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A lot gets said about the fate of American turkeys this time of year, what with the Thanksgiving holiday around the corner and the central role they play in it.

But if biologists have it right, it's actually a brilliant time of year to be a turkey in the wild, where their job just now is to fatten up for the winter, much like many humans do.

This is the season in which wild turkey toms, hens and their yearlings flock together and feast upon any delicacies they can find - gleaning whatever might be left in the vineyards and scooping up acorns, insects, herbaceous grasses, berries and pretty much anything else.

They're omnivores, and they're opportunistic, so they'll take whatever they can get, partly accounting for their remarkable proliferation around the North Bay and the rest of California in recent decades.

And in Sonoma County and surrounding areas, they have the perfect environment: Open grasslands and rolling oak woodlands, said Scott Gardner, a biologist with the California Department of Fish and Game.

"You couldn't create better habitat for them," he said.

Add to that the fact that many people enjoy feeding the turkeys, though some may do so indirectly through feeders intended for songbirds.

On Clover Drive, south of West College Avenue in Santa Rosa, the year-round flock of 10 or so has suddenly swelled to around 17, resident Linda Dubkoff said.

"And they just roam the neighborhood, go on everybody's grass, eat the bugs," Dubkoff said. "A lot of the neighbors do not like them, &‘cuz they're kind of pesky. But they dont' bother me at all.

"I think it's nice when you see them all out there," she said. "Everybody stops and looks at them and takes photos."

The large birds have worn out their welcome among some in the region for a variety of reasons, however, not least the wine grapes they pilfer from the acres of vineyards planted throughout.

"In a small vineyard, they can have a fair impact," said Nick Frey, president of the Sonoma County Winegrape Commission.

The fowl are highly tolerant of human activity and, with their population increasing exponentially, have moved into the urban-wildland interface and even suburbia, creating nuisances with their scavenging, messy droppings, unsafe road crossing habits and occasional interaction with car parts and other shiny surfaces, where male turkeys may think they see a rival and attack, wildlife officials say.

"Now, they're everywhere," said Santa Rosa resident Dave Barry, a hunter, naturalist and birder. "We never saw them when I was a kid. Now I've seen them walk right down my street, and I've seen them walk down the street in Petaluma - neighborhood streets."

Jeff Furlong, wildlife specialist for the Sonoma County Agricultural Commissioner's Office, said he's received complaints from grape growers because of grape loss and damage to irrigation tubing. Oakmont residents contend slimy turkey waste on the area walkways makes it dangerous for some pedestrians, though there's little he can do about it.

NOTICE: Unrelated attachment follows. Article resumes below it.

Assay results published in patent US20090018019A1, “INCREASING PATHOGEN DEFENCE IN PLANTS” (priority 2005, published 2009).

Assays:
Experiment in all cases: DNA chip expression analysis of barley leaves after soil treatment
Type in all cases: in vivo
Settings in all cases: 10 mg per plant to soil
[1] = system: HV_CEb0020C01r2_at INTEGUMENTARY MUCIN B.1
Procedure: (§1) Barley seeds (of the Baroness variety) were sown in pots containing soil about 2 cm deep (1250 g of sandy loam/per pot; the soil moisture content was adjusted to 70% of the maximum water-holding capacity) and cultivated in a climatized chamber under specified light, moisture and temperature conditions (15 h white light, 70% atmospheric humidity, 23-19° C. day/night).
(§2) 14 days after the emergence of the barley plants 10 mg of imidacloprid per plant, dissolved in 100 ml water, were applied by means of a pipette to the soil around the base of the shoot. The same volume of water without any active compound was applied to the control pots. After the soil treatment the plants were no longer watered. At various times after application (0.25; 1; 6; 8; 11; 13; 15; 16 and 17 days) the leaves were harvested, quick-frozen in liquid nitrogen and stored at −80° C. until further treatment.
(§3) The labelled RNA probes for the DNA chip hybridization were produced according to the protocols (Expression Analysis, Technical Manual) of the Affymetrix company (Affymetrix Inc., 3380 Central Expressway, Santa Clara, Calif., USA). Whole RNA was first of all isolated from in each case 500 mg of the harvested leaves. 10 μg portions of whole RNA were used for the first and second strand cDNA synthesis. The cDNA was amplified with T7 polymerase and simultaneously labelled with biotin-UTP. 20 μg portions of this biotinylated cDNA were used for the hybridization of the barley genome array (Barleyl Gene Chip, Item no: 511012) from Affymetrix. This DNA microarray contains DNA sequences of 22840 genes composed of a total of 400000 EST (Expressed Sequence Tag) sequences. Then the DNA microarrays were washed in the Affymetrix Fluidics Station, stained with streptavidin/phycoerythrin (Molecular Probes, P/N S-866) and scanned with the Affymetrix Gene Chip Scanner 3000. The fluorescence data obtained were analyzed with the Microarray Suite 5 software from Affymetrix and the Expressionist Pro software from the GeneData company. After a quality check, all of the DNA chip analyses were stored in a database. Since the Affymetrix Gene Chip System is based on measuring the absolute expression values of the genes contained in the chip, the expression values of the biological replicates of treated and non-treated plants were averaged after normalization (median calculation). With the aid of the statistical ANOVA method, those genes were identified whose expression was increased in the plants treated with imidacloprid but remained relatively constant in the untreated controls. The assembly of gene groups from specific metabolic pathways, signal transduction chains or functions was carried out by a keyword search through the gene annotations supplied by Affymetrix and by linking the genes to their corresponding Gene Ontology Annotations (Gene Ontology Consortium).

Turkeys are creatures of habit, and most nuisances exist in areas where they know they can find food, experts said.

But Fish and Game will issue depredation permits where damage to property or agriculture occurs, and it doesn't take much, said Gardner.

Introduced to California on several occasions over the past century, the modern wild turkey is a prized game bird regulated by the state Department of Fish and Game — with "much better flavor" when cooked properly, Barry said.

More than 37,000 were bagged in all of 2010, according to Fish and Game records. In the spring hunt alone, 4.4percent were taken in Sonoma County, while Sonoma, Mendocino, Napa and Lake counties all were on the Top 10 list.

But the state was estimated to have about a quarter million wild turkeys when Fish and Game last made an attempt to count them in 2004, and their numbers are known to have swelled since then.

The state Department of Fish and Game is trying to add a bit more balance to the equation this year by doubling the length of the fall turkey hunting season, increasing it from 16 days to a full month, from Nov.10 to Dec. 9.

Both male and females may be hunted in the fall, potentially affecting population growth, whereas only males may be hunted in the spring, when the birds segregate themselves in flocks of a single gender. Hunters also are permitted to shoot two turkeys this fall, compared with the usual one.

But no one thinks the liberalized hunting season will seriously impede population growth in a species that has multiplied impressively since taking root in at least 18 percent of the state.

"Some people like them, and some people don't, It's a mixed bag," said UC Berkeley environmental sciences Professor Reginald Barrett, whose studies on wild turkey diet provide the foundation for much of California's policy and research.

"The basic problem we have is that turkeys are so well adapted to California and so extensively throughout the state that the idea of getting rid of them is just not realistic," he said. "You'd have to get the Marines to come in."

You can reach Staff Writer Mary Callahan at 521-5249 or mary.callahan